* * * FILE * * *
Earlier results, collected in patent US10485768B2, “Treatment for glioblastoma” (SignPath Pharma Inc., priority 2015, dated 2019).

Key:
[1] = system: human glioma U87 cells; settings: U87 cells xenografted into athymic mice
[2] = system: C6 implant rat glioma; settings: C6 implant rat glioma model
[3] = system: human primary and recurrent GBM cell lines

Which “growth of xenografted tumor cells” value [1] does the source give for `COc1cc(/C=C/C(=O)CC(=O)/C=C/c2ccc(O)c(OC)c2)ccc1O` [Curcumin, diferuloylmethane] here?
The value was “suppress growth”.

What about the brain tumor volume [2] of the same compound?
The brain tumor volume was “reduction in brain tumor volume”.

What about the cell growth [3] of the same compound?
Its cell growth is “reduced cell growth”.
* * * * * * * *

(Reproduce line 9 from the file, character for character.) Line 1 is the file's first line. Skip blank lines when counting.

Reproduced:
The brain tumor volume was “reduction in brain tumor volume”.